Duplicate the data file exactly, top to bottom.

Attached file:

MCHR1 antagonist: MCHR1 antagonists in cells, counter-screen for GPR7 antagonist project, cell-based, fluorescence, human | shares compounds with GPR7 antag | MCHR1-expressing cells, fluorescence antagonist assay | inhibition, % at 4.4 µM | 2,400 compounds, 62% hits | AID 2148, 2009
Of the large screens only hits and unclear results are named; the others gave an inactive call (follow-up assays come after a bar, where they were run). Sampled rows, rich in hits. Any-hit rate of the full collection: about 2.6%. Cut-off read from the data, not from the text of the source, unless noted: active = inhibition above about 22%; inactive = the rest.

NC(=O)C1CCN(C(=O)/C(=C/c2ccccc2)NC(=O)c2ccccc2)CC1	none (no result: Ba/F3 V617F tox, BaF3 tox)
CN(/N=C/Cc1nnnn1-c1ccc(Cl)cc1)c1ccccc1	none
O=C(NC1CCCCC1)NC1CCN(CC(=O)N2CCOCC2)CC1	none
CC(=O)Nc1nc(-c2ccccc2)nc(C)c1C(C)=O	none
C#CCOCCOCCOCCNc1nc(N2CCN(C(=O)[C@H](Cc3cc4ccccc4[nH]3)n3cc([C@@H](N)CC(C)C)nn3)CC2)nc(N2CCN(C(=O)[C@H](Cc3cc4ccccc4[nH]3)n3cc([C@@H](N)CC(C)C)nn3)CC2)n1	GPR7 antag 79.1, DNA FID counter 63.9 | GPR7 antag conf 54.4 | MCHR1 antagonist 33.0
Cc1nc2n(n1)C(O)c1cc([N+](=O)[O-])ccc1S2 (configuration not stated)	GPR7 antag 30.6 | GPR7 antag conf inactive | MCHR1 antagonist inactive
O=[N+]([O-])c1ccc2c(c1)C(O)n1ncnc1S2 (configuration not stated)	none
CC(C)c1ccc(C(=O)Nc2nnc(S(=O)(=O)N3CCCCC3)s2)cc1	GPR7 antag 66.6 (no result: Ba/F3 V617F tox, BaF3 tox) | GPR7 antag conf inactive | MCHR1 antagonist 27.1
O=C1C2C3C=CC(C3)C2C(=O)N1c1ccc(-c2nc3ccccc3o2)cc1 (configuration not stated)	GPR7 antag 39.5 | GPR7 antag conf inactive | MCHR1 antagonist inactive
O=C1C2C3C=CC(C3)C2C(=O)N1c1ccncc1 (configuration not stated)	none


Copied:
MCHR1 antagonist: MCHR1 antagonists in cells, counter-screen for GPR7 antagonist project, cell-based, fluorescence, human | shares compounds with GPR7 antag | MCHR1-expressing cells, fluorescence antagonist assay | inhibition, % at 4.4 µM | 2,400 compounds, 62% hits | AID 2148, 2009
Of the large screens only hits and unclear results are named; the others gave an inactive call (follow-up assays come after a bar, where they were run). Sampled rows, rich in hits. Any-hit rate of the full collection: about 2.6%. Cut-off read from the data, not from the text of the source, unless noted: active = inhibition above about 22%; inactive = the rest.

NC(=O)C1CCN(C(=O)/C(=C/c2ccccc2)NC(=O)c2ccccc2)CC1	none (no result: Ba/F3 V617F tox, BaF3 tox)
CN(/N=C/Cc1nnnn1-c1ccc(Cl)cc1)c1ccccc1	none
O=C(NC1CCCCC1)NC1CCN(CC(=O)N2CCOCC2)CC1	none
CC(=O)Nc1nc(-c2ccccc2)nc(C)c1C(C)=O	none
C#CCOCCOCCOCCNc1nc(N2CCN(C(=O)[C@H](Cc3cc4ccccc4[nH]3)n3cc([C@@H](N)CC(C)C)nn3)CC2)nc(N2CCN(C(=O)[C@H](Cc3cc4ccccc4[nH]3)n3cc([C@@H](N)CC(C)C)nn3)CC2)n1	GPR7 antag 79.1, DNA FID counter 63.9 | GPR7 antag conf 54.4 | MCHR1 antagonist 33.0
Cc1nc2n(n1)C(O)c1cc([N+](=O)[O-])ccc1S2 (configuration not stated)	GPR7 antag 30.6 | GPR7 antag conf inactive | MCHR1 antagonist inactive
O=[N+]([O-])c1ccc2c(c1)C(O)n1ncnc1S2 (configuration not stated)	none
CC(C)c1ccc(C(=O)Nc2nnc(S(=O)(=O)N3CCCCC3)s2)cc1	GPR7 antag 66.6 (no result: Ba/F3 V617F tox, BaF3 tox) | GPR7 antag conf inactive | MCHR1 antagonist 27.1
O=C1C2C3C=CC(C3)C2C(=O)N1c1ccc(-c2nc3ccccc3o2)cc1 (configuration not stated)	GPR7 antag 39.5 | GPR7 antag conf inactive | MCHR1 antagonist inactive
O=C1C2C3C=CC(C3)C2C(=O)N1c1ccncc1 (configuration not stated)	none